7 103 and s 1,M (2.2.2) F (1 M) 1 F (M) F (l M ) l F (M) F (M) A module equivalence F : M 1 M 2 of C-module categories is a module functor (F, s) from M 1 to M 2 such that F is an equivalence of categories. Clearly, this definition categorifies the notion of a homomorphism (respectively, isomorphism) of modules. Remark Note that if l M i = Id then the second diagram reduces to the condition that s 1,M = Id F (M). Remark One can prove a version of Maclane s coherence theorem for module categories and module functors, stating that positions of brackets are, essentially, immaterial (we leave it to the reader to state and prove this theorem). For this reason, when working with module categories, we will suppress brackets from now on Module categories over multitensor categories. Our main interest will be module categories over multitensor categories (defined over a field k). In this case, we would like to consider module categories with an additional structure of an abelian category. Let C be a multitensor category over k. Definition A (left or right) abelian module category over C is a locally finite abelian category M over k which is equipped with a structure of a (left or right) C-module category, such that the functor M is bilinear on morphisms and exact in the first variable. Remark Note that M is always exact in the second variable due to Exercise All module categories over multitensor categories that we will consider will be abelian, so we will usually suppress the word abelian from now on. Let End L (M) be the category of left exact functors from M to M. This is an abelian category. (Namely, if M is the category of finite dimensional comodules over a coalgebra C then End L (M) is equivalent to a full subcategory of the category of C-bicomodules, via F F (C); note that F (C) is well defined, since F, being left exact, commutes with direct limits, and thus extends to the ind-completion of M).
8 104 Proposition Structures of a C-module category on M are in a natural 1-1 correspondence with exact monoidal functors F : C End(M). Proof. The proof is the same as that of Proposition We will also need to consider module functors between abelian module categories. Unless otherwise specified, we will consider only left exact module functors, referring to them just as module functors Direct sums. There is a very simple construction of the direct sum of module categories. Proposition Let M 1, M 2 be two module categories over C. Then the category M = M 1 M 2 with M = M 1 M 2, a M = a M 1 a M 2, l M = l M 1 l M 2 is a module category over C. Proof. Obvious. Definition The module category M is called the direct sum of module categories M 1 and M 2. Definition We will say that a module category M over C is indecomposable if it is not equivalent to a nontrivial direct sum of module categories (that is, with M 1, M 2 nonzero) Examples of module categories. The following are some basic examples of module categories. Example Any multitensor category C is a module category over itself; in this case we set M =, a M = a, l M = l. This module category can be considered as a categorification of the regular representation of an algebra. Example Let C be a multitensor category. Then one considers M = C as a module category over C C op via (X Y ) M Z = X Z Y. (This can be extended to the entire category C C op by resolving objects of this category by injective -decomposable objects). Exercise Define the associativity and unit constraints for this example using the associativity and unit constraints in C. This module category corresponds to the algebra considered as a bimodule over itself. Definition Let C, D be multitensor categories. A (C, D)-bimodule category is a module category over C D op.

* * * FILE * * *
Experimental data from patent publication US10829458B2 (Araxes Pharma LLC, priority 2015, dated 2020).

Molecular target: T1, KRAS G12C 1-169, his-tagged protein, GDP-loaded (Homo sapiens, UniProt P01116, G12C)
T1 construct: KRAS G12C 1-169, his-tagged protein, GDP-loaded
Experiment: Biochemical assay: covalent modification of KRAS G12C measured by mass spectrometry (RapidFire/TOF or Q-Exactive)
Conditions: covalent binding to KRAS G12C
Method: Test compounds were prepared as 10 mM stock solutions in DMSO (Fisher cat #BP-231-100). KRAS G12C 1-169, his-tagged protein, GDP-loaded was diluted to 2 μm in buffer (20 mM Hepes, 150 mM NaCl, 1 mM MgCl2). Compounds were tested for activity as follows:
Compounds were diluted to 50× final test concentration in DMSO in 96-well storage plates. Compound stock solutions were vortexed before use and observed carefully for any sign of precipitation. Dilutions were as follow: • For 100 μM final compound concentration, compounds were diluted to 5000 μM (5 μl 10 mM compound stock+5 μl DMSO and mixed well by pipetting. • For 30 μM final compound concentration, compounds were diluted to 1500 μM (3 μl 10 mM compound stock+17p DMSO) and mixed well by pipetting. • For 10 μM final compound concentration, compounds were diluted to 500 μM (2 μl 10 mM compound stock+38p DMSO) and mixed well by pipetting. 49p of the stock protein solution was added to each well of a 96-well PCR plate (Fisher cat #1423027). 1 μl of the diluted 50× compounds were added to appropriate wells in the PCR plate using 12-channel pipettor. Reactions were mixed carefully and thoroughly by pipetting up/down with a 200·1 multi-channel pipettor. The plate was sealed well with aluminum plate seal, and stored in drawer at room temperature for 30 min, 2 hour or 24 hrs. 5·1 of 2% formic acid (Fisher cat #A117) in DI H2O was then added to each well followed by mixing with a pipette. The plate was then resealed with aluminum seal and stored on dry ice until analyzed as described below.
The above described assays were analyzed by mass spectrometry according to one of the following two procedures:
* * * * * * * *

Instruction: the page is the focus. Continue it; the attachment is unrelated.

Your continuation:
9 Example Let C be a multitensor category and let C = i,j C ij be its decomposition into components (see Proposition ). Then obviously C ij is a (C ii, C jj )-bimodule category. Example Let us study when the simplest category M = Vec is a module category over a multitensor category C. Obviously Fun(M, M) = Vec as a tensor category. Hence by Proposition the structures of the module category over C on M are in a natural bijection with tensor functors F : C Vec, that is, with fiber functors. Thus the theory of module categories can be considered as an extension of the theory of fiber functors. Example Let F : C D be a tensor functor. Then M = D has a structure of module category over C with X M Y := F (X) Y. Exercise Define the associativity and unit constraints for this example using the tensor structure of the functor F and verify the axioms. Example Let G be a finite group and let H G be a subgroup. Since the restriction functor Res : Rep(G) Rep(H) is tensor functor, we conclude that Rep(H) is a module category over C = Rep(G). A little bit more generally, assume that we have a central extension of groups 1 k H H 1 representing an element ψ H 2 (H, k ). Consider the category Rep ψ (H) of representations of H such that any λ k acts by multiplication by λ (thus any object of Rep ψ (H) is a projective representation of H). Then usual tensor product and usual associativity and unit constraints determine the structure of module category over C on M = Rep ψ (H). One can show that all semisimple indecomposable module categories over C = Rep(G) are of this form. Example Let C = Vec G, where G is a group. In this case, a module category M over C is an abelian category M with a collection of exact functors F g : M M, F g (M) := g M, together with a collection of functorial isomorphisms η g,h : F g F h F gh satisfying the 2-cocycle relation: η gh,k η gh = η g,hk η hk as morphisms F g F h F k F ghk. Such data is called an action of G on M. So, module categories over Vec G is the same thing as abelian categories with an action of G. Example Here is an example which we consider as somewhat pathological with respect to finiteness properties: let C = Vec and let M = Vec be the category of all (possibly infinite dimensional) vector 105